I have to find an equation for the line that passes through the points of intersection of the circles and . Can I just subtract and get ?

- stapel_eliz
**Posts:**1686**Joined:**Mon Dec 08, 2008 4:22 pm-
**Contact:**

You'd need first to find the slope of that line, in order to answer the question asked. To check your answer, **go the long way 'round**:

Solve the line equation you got for "y=", and plug this into either of the original equations in place of "y". (I'd use the x^{2} + y^{2} = 25: it's simpler.) Solve the resulting quadratic for two values of x, and then back-solve for the corresponding values of y. This will give you the two points of intersection, which you can then plug into **the slope formula**.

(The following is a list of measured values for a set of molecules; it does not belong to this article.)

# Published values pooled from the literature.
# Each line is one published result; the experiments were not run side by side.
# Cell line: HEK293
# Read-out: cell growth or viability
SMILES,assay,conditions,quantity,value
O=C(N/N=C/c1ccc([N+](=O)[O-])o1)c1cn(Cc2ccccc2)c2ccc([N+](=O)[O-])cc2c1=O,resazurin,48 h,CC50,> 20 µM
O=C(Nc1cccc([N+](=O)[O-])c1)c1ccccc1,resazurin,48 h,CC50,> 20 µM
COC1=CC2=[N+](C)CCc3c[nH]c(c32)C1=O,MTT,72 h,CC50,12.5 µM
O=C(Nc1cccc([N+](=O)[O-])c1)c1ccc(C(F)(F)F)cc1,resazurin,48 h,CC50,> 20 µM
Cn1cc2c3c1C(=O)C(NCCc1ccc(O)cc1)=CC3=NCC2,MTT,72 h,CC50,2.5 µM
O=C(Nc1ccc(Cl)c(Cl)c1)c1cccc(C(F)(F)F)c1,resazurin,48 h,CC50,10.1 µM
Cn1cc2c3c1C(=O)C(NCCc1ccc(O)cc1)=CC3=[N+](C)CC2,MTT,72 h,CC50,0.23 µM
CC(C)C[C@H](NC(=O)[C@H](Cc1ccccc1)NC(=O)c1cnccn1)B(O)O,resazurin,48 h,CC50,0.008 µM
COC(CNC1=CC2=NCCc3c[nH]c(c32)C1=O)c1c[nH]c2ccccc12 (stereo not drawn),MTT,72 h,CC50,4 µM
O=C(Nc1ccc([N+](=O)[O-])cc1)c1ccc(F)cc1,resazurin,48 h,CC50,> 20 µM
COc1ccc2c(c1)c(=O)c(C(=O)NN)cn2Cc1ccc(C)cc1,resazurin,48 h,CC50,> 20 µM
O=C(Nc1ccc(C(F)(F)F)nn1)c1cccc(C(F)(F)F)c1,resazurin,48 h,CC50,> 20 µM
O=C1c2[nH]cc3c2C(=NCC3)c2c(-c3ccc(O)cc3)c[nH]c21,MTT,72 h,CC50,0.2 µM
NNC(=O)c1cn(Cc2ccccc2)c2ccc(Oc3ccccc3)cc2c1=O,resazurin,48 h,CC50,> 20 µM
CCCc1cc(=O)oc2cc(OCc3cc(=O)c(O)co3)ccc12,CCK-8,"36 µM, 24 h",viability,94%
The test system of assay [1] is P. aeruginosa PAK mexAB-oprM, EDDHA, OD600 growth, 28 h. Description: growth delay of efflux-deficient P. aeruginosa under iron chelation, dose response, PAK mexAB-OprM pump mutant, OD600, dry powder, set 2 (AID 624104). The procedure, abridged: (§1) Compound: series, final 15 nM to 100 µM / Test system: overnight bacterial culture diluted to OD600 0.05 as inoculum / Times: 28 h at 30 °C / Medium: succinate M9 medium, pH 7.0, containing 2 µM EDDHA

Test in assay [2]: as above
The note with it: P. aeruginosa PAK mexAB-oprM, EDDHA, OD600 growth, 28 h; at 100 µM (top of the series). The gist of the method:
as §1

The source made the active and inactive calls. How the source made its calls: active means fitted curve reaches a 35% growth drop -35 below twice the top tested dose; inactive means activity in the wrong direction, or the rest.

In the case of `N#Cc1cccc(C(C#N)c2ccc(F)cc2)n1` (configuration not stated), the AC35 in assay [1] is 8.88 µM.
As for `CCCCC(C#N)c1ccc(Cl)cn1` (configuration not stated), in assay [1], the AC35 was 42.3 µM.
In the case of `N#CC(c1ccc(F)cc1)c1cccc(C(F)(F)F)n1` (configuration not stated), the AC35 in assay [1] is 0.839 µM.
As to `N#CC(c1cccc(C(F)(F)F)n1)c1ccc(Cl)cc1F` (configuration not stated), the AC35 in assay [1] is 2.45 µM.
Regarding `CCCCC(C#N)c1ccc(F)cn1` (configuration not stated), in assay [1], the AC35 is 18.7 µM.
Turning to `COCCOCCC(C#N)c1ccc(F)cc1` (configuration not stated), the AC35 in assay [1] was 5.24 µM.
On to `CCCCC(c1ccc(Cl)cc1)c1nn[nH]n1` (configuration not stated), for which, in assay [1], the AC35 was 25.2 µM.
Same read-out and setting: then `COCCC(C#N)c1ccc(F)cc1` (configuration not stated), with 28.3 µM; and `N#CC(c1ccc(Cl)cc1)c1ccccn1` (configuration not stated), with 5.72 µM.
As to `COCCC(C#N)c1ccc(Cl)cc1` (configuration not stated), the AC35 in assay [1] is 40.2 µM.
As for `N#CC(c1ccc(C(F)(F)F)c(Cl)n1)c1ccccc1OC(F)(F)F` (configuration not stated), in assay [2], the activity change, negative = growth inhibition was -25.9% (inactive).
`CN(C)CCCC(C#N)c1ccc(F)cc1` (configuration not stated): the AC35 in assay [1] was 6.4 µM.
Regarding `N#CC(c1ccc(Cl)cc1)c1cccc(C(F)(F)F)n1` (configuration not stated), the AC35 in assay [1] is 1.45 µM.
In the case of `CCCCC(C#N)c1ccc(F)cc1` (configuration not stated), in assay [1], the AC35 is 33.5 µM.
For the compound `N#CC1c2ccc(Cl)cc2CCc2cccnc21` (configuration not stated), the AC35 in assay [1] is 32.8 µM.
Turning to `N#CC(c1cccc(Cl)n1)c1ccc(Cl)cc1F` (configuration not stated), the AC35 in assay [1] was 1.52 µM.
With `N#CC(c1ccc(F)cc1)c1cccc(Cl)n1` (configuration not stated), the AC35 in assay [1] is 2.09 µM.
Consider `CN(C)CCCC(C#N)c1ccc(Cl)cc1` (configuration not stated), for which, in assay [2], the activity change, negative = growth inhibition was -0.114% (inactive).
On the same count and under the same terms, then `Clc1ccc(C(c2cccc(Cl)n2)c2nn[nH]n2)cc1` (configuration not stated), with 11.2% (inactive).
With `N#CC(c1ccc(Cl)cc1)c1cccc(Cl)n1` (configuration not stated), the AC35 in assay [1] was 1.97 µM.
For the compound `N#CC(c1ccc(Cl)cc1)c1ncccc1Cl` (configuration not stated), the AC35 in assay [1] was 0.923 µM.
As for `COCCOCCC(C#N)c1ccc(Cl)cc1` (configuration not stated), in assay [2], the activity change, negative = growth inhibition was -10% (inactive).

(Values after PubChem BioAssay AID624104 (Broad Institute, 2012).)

And you can always check your answer by graphing. You can either confirm that the two points are on each circle, or else you can just graph the two circles and the line, and make sure they overlap at the right spots. If you're plugging into a graphing calculator, you'll need to do the circles in two halves, since of course their equations aren't**functions**.

. . . . .

. . . . .

. . . . .

. . . . .

. . . . .

Have fun!

Solve the line equation you got for "y=", and plug this into either of the original equations in place of "y". (I'd use the x

And you can always check your answer by graphing. You can either confirm that the two points are on each circle, or else you can just graph the two circles and the line, and make sure they overlap at the right spots. If you're plugging into a graphing calculator, you'll need to do the circles in two halves, since of course their equations aren't

. . . . .

. . . . .

. . . . .

. . . . .

. . . . .

Have fun!